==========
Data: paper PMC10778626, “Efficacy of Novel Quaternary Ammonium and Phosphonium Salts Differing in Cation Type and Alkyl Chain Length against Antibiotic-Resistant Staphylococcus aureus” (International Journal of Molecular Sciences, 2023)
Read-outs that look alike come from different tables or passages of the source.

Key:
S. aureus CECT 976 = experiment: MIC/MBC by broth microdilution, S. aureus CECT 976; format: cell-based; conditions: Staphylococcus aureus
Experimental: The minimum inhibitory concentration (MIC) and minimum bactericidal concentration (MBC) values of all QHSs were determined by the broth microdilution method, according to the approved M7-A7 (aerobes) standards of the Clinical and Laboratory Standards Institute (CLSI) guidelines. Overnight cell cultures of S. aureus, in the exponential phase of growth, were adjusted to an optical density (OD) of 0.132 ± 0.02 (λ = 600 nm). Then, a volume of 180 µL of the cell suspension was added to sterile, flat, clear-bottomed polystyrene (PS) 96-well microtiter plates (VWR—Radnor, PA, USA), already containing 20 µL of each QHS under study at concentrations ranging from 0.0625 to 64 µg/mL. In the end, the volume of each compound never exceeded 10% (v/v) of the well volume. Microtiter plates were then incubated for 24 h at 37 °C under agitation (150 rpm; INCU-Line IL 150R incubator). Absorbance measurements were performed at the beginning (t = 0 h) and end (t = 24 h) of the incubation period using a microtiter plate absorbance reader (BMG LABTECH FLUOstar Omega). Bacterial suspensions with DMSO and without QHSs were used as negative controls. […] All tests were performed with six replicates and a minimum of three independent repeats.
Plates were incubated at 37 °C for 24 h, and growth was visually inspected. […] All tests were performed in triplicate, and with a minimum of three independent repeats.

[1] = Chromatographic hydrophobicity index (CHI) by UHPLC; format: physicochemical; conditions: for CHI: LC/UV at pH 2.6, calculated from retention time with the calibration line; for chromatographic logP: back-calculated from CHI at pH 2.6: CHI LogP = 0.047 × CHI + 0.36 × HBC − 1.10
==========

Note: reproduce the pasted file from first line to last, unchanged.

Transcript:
Data: paper PMC10778626, “Efficacy of Novel Quaternary Ammonium and Phosphonium Salts Differing in Cation Type and Alkyl Chain Length against Antibiotic-Resistant Staphylococcus aureus” (International Journal of Molecular Sciences, 2023)
Read-outs that look alike come from different tables or passages of the source.

Key:
S. aureus CECT 976 = experiment: MIC/MBC by broth microdilution, S. aureus CECT 976; format: cell-based; conditions: Staphylococcus aureus
Experimental: The minimum inhibitory concentration (MIC) and minimum bactericidal concentration (MBC) values of all QHSs were determined by the broth microdilution method, according to the approved M7-A7 (aerobes) standards of the Clinical and Laboratory Standards Institute (CLSI) guidelines. Overnight cell cultures of S. aureus, in the exponential phase of growth, were adjusted to an optical density (OD) of 0.132 ± 0.02 (λ = 600 nm). Then, a volume of 180 µL of the cell suspension was added to sterile, flat, clear-bottomed polystyrene (PS) 96-well microtiter plates (VWR—Radnor, PA, USA), already containing 20 µL of each QHS under study at concentrations ranging from 0.0625 to 64 µg/mL. In the end, the volume of each compound never exceeded 10% (v/v) of the well volume. Microtiter plates were then incubated for 24 h at 37 °C under agitation (150 rpm; INCU-Line IL 150R incubator). Absorbance measurements were performed at the beginning (t = 0 h) and end (t = 24 h) of the incubation period using a microtiter plate absorbance reader (BMG LABTECH FLUOstar Omega). Bacterial suspensions with DMSO and without QHSs were used as negative controls. […] All tests were performed with six replicates and a minimum of three independent repeats.
Plates were incubated at 37 °C for 24 h, and growth was visually inspected. […] All tests were performed in triplicate, and with a minimum of three independent repeats.

[1] = Chromatographic hydrophobicity index (CHI) by UHPLC; format: physicochemical; conditions: for CHI: LC/UV at pH 2.6, calculated from retention time with the calibration line; for chromatographic logP: back-calculated from CHI at pH 2.6: CHI LogP = 0.047 × CHI + 0.36 × HBC − 1.10